houzz

POLL: What would have most improved your home remodel experience?

Houzz
8 months ago


Alroy Street, Bulli · More Info


Which of the following would have most improved your remodel experience?


VOTE and tell us about it in the comments!

Full project visibility (progress, actual cost, timing, change communication)
Being able to pay for my renovation with a credit card or online bank transfer
Understanding the building codes and restrictions in my area
Access to a larger product and material selection through my pros

Comments (37)

  • smc5
    8 months ago

    Issues with contractor, installers!

  • Related Discussions

    Year in Review Poll: What Was Your Favorite Home Improvement for 2013?

    Q

    Comments (4)
    after the deadline -- but I finally finished re-landscaping after a 2009 tornado, and 2010 related basement leak -- we had so many conflicting opinions about regrading that we postponed the project and the basement has not leaked since thanks to some carefully deepened troughs around existing beds. Restoring the beds that I planned to regrade has begun, but at least all of the major areas now look "intentional" and not abandoned to native grasses!
    ...See More

    POLL: What one room would you add to your home?

    Q

    Comments (569)
    Because I live in Vermont and it is grey and cold more than half the year, I've always wanted a sun room. I had built a garage a few years ago, and just recently I built my sunroom that connects the house and garage. I live in it. It is four season with lots of windows, skylights and plants, and it houses my sewing area, it's where I entertain (large bar area on castors) lots of storage, and a three person sauna. I absolutely love it.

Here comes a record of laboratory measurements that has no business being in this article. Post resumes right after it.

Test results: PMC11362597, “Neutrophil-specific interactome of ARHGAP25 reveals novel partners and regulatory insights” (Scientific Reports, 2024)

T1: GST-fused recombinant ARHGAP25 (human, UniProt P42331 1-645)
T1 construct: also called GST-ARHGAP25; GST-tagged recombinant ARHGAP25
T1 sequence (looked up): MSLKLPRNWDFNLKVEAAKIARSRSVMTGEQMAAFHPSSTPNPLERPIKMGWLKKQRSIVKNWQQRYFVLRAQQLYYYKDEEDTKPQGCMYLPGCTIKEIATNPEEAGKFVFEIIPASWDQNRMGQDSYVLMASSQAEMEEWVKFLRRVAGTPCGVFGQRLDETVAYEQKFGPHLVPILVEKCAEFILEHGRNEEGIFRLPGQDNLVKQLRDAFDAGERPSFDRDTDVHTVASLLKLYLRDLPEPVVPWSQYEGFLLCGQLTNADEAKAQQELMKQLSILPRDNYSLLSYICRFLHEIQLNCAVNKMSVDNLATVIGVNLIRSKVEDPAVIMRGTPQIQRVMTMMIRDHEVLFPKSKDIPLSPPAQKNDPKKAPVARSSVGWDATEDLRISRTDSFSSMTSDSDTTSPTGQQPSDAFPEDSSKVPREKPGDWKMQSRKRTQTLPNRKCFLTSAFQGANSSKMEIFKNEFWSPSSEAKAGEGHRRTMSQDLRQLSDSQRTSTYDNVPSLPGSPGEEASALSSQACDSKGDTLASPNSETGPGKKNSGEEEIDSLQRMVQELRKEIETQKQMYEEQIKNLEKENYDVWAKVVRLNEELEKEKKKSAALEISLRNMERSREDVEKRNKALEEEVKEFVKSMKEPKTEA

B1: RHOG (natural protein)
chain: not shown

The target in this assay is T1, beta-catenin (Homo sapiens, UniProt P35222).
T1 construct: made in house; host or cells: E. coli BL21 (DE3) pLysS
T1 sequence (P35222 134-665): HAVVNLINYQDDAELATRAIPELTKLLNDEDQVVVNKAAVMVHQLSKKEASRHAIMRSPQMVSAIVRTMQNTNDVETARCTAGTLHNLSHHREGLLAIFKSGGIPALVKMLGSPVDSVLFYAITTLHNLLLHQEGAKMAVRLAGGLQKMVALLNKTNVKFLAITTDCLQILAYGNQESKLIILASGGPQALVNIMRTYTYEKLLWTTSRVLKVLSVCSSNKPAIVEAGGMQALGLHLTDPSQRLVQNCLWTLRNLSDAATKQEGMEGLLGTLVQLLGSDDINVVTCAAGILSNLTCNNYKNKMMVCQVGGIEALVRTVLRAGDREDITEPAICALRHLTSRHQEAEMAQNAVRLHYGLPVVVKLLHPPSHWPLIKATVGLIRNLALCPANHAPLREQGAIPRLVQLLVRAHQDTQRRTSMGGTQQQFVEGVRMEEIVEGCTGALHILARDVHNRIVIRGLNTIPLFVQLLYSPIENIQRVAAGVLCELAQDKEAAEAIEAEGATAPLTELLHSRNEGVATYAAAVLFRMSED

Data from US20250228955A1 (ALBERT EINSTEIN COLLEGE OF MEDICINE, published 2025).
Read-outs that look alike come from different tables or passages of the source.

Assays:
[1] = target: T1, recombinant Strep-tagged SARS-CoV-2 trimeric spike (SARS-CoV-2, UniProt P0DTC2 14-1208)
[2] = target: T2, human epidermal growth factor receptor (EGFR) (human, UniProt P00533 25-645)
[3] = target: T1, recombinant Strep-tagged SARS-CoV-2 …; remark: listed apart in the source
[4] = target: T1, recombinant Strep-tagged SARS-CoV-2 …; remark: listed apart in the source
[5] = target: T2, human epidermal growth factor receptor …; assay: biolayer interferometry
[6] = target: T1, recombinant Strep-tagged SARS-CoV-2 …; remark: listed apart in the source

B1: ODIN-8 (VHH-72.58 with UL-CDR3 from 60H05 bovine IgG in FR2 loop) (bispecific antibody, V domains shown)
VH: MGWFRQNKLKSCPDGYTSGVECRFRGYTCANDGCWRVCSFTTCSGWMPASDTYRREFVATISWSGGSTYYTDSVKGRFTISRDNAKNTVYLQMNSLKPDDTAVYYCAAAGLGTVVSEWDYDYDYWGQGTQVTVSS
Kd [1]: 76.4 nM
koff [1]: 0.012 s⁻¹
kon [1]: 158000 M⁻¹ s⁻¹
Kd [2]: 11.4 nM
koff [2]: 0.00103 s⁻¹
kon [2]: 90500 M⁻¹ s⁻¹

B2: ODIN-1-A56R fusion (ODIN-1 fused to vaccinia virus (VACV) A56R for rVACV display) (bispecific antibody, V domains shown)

...See More

    POLL: Would you choose your current home again? Yes or No

    Q

    Comments (315)
    I would absolutely buy my home again! I was put off by the outside but when I walked in the door, my breath was stolen. It’s a 4 BR traditional and checked off pretty much everything on my wish list. The only thing I didn’t like was the master suite. The closet is small and so is the master bath but the rest of the house makes up for it in spades! We sit on a beautifully landscaped 1/2 acre and the neighborhood and neighbors are wonderful! We’re 2 blocks on either side from a main road and shopping but feel like we’re in a rural setting. The kitchen has been recently redone and the house was lovingly cared for by the original owners who had the house built in 1969. I wake up every morning (after owning the house for nearly a year) and still can’t believe I get to live here! This is my dream house and even if I have to turn the formal living room into a bedroom suite when I’m older because I can’t do stairs, that’s fine. They’re gonna cart me outta here in a coffin. This is my forever home!
    ...See More

    POLL: If you could have an extra room in the house what would it be?

    Q

    Comments (12)
    There really is not logical place for it to go, but a laundry room. One concession for this house was that the laundry machines are in the garage. Although, if I had marked a bathroom in your poll, maybe I could convert the master bath into a laundry room.
    ...See More
  • Joanna
    8 months ago

    "All of the above" should have been an option in this POLL

  • trelbob
    7 months ago

    My husband does all our remodeling and is a perfectionist that does outstanding work, BUT he never finishes one single room. Frustrating!!!! There is always that one last piece of molding or door trim still missing. 🤦🏼‍♀️